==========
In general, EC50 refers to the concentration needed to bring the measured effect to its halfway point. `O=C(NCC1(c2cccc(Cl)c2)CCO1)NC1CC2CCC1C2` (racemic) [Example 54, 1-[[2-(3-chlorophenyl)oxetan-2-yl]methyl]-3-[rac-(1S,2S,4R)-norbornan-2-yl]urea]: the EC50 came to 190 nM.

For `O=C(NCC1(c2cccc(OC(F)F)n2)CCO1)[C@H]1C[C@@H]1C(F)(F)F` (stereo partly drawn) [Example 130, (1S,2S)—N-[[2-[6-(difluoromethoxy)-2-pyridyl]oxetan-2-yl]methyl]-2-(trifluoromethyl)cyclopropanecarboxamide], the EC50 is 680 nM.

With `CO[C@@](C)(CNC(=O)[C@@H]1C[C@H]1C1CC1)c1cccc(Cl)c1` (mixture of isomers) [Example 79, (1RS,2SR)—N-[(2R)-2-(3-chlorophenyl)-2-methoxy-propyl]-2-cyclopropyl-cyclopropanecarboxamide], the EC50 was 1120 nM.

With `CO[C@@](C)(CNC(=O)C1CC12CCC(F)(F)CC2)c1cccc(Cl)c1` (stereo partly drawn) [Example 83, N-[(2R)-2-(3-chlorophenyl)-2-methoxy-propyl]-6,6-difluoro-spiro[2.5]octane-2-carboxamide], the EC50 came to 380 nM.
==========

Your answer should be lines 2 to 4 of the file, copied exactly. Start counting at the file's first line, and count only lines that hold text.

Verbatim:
For `O=C(NCC1(c2cccc(OC(F)F)n2)CCO1)[C@H]1C[C@@H]1C(F)(F)F` (stereo partly drawn) [Example 130, (1S,2S)—N-[[2-[6-(difluoromethoxy)-2-pyridyl]oxetan-2-yl]methyl]-2-(trifluoromethyl)cyclopropanecarboxamide], the EC50 is 680 nM.

With `CO[C@@](C)(CNC(=O)[C@@H]1C[C@H]1C1CC1)c1cccc(Cl)c1` (mixture of isomers) [Example 79, (1RS,2SR)—N-[(2R)-2-(3-chlorophenyl)-2-methoxy-propyl]-2-cyclopropyl-cyclopropanecarboxamide], the EC50 was 1120 nM.

With `CO[C@@](C)(CNC(=O)C1CC12CCC(F)(F)CC2)c1cccc(Cl)c1` (stereo partly drawn) [Example 83, N-[(2R)-2-(3-chlorophenyl)-2-methoxy-propyl]-6,6-difluoro-spiro[2.5]octane-2-carboxamide], the EC50 came to 380 nM.